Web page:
Some goldendoodles have trouble regulating their body temperature when they reach old age, and they generally prefer mild weather to extreme heat or cold. Lots of Doodles enjoy a swim when the weather gets hot — although you must never force your dog to swim if they don’t want to. As long as there are shady spots in the yard and they have places to snuggle up to when they’re cold, they’ll be content.
Goldendoodles have an extraordinary amount of variation, but each and every one of them is as adorable and cuddly as a teddy bear. Mixed-breed dogs with poodle parentage are often prized for their hypoallergenic coats, but it’s important to note that most allergy sufferers react to dander rather than fur. Some goldendoodles have curly fur, while others have a coat that’s shaggy, loose or wavy.
The dogs at Pride and Prejudoodles have been tested to ensure they have the most suitable coats for allergy sufferers.
To make choosing your pet even harder, when it comes to these Doodles, there’s more to choose from than just the standard goldendoodle. It’s possible to cross golden retrievers with toy poodles, resulting in the heart-melting miniature goldendoodle. Plus, standards come in two sizes, medium and large, because poodles also come in three sizes.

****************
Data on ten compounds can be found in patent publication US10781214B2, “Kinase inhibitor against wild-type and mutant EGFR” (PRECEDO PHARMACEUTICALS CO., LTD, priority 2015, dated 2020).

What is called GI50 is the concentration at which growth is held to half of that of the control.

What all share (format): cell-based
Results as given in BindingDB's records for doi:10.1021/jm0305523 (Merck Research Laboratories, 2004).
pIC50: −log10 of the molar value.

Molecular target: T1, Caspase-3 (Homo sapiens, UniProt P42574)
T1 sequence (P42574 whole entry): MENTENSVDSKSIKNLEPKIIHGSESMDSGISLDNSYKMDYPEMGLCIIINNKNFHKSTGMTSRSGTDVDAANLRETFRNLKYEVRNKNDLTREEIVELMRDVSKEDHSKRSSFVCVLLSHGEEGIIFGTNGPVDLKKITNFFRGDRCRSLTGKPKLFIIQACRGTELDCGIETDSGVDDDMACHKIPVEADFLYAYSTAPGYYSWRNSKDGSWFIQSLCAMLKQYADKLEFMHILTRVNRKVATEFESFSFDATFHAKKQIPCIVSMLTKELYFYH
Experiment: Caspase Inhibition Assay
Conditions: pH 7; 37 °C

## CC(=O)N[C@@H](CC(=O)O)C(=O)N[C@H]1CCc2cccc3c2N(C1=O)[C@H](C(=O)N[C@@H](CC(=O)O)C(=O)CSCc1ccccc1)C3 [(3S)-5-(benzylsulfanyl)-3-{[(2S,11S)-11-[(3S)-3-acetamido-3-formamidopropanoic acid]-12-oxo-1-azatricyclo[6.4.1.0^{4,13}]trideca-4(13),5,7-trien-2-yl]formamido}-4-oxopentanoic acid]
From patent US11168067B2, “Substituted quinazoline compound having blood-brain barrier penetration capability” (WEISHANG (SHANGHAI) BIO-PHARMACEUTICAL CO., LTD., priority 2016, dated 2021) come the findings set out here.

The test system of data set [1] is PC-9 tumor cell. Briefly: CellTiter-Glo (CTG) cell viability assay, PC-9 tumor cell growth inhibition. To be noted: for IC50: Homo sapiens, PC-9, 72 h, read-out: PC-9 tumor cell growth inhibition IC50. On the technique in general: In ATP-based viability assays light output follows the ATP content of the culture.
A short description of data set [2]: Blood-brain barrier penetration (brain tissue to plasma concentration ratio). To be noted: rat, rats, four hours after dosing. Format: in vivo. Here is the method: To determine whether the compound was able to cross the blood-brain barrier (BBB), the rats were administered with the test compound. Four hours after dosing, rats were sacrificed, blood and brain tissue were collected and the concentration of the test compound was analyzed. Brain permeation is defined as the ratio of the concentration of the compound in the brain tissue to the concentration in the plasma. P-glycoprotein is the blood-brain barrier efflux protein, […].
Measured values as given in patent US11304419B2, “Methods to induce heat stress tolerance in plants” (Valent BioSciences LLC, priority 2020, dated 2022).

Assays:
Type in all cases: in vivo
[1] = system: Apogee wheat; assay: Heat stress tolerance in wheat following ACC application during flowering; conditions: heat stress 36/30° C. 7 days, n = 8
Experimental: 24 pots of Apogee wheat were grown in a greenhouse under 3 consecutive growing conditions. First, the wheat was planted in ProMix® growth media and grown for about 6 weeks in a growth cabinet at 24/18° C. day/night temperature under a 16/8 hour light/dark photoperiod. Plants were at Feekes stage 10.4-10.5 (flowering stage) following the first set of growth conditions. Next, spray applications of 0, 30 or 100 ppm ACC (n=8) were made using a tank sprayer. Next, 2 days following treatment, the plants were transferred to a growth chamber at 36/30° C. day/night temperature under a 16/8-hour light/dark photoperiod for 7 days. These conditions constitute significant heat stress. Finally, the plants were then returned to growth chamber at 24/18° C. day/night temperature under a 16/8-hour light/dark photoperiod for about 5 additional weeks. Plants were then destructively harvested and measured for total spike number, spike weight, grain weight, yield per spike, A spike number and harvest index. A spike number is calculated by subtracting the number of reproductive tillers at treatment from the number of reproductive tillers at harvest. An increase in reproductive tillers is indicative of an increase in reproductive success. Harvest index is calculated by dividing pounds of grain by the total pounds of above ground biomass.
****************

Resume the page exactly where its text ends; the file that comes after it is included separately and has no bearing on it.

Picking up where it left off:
Goldendoodles can weigh anywhere between 50 and 90 pounds.
The place where the goldendoodle really excels is its personality, which is simultaneously intelligent and adoring. They’re some of the most loving pooches you’ll ever meet, and their gentle natures and high levels of patience make them wonderful family dogs. Provided they’re trained properly with positive reinforcement and given ample attention, they’ll grow up to be affectionate, cuddly and very obedient.